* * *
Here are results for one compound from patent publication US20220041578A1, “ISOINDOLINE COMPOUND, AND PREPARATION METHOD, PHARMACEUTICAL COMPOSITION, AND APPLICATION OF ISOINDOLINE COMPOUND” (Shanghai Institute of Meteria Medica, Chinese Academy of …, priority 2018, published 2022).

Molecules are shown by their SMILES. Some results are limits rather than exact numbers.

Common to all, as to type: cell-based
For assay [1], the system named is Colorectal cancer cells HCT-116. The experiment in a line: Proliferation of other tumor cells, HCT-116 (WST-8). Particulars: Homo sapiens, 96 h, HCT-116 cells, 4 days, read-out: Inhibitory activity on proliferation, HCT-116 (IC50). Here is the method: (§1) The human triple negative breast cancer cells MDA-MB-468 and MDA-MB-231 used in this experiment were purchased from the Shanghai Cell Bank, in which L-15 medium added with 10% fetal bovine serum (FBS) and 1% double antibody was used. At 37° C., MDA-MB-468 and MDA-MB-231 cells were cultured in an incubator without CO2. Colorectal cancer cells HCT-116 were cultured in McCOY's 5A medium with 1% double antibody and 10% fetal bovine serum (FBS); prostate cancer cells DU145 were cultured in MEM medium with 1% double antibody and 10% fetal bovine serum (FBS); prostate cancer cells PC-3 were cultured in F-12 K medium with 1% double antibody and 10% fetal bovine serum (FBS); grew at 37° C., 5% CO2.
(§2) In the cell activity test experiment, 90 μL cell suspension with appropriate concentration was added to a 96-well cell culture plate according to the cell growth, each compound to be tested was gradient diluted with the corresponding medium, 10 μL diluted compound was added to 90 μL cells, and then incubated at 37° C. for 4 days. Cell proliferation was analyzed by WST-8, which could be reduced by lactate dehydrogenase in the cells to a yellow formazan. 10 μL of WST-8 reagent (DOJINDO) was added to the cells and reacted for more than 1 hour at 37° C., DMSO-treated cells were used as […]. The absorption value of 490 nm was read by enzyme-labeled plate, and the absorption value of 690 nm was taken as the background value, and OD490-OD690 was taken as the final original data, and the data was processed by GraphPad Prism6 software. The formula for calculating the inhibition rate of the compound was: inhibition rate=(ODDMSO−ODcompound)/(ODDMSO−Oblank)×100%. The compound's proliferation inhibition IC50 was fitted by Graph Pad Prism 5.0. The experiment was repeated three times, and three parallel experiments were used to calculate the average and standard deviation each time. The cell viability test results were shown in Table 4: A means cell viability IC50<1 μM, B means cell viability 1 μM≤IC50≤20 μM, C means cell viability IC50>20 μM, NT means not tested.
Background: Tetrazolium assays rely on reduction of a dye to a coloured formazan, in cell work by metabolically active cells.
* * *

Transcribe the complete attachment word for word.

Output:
Here are results for one compound from patent publication US20220041578A1, “ISOINDOLINE COMPOUND, AND PREPARATION METHOD, PHARMACEUTICAL COMPOSITION, AND APPLICATION OF ISOINDOLINE COMPOUND” (Shanghai Institute of Meteria Medica, Chinese Academy of …, priority 2018, published 2022).

Molecules are shown by their SMILES. Some results are limits rather than exact numbers.

Common to all, as to type: cell-based
For assay [1], the system named is Colorectal cancer cells HCT-116. The experiment in a line: Proliferation of other tumor cells, HCT-116 (WST-8). Particulars: Homo sapiens, 96 h, HCT-116 cells, 4 days, read-out: Inhibitory activity on proliferation, HCT-116 (IC50). Here is the method: (§1) The human triple negative breast cancer cells MDA-MB-468 and MDA-MB-231 used in this experiment were purchased from the Shanghai Cell Bank, in which L-15 medium added with 10% fetal bovine serum (FBS) and 1% double antibody was used. At 37° C., MDA-MB-468 and MDA-MB-231 cells were cultured in an incubator without CO2. Colorectal cancer cells HCT-116 were cultured in McCOY's 5A medium with 1% double antibody and 10% fetal bovine serum (FBS); prostate cancer cells DU145 were cultured in MEM medium with 1% double antibody and 10% fetal bovine serum (FBS); prostate cancer cells PC-3 were cultured in F-12 K medium with 1% double antibody and 10% fetal bovine serum (FBS); grew at 37° C., 5% CO2.
(§2) In the cell activity test experiment, 90 μL cell suspension with appropriate concentration was added to a 96-well cell culture plate according to the cell growth, each compound to be tested was gradient diluted with the corresponding medium, 10 μL diluted compound was added to 90 μL cells, and then incubated at 37° C. for 4 days. Cell proliferation was analyzed by WST-8, which could be reduced by lactate dehydrogenase in the cells to a yellow formazan. 10 μL of WST-8 reagent (DOJINDO) was added to the cells and reacted for more than 1 hour at 37° C., DMSO-treated cells were used as […]. The absorption value of 490 nm was read by enzyme-labeled plate, and the absorption value of 690 nm was taken as the background value, and OD490-OD690 was taken as the final original data, and the data was processed by GraphPad Prism6 software. The formula for calculating the inhibition rate of the compound was: inhibition rate=(ODDMSO−ODcompound)/(ODDMSO−Oblank)×100%. The compound's proliferation inhibition IC50 was fitted by Graph Pad Prism 5.0. The experiment was repeated three times, and three parallel experiments were used to calculate the average and standard deviation each time. The cell viability test results were shown in Table 4: A means cell viability IC50<1 μM, B means cell viability 1 μM≤IC50≤20 μM, C means cell viability IC50>20 μM, NT means not tested.
Background: Tetrazolium assays rely on reduction of a dye to a coloured formazan, in cell work by metabolically active cells.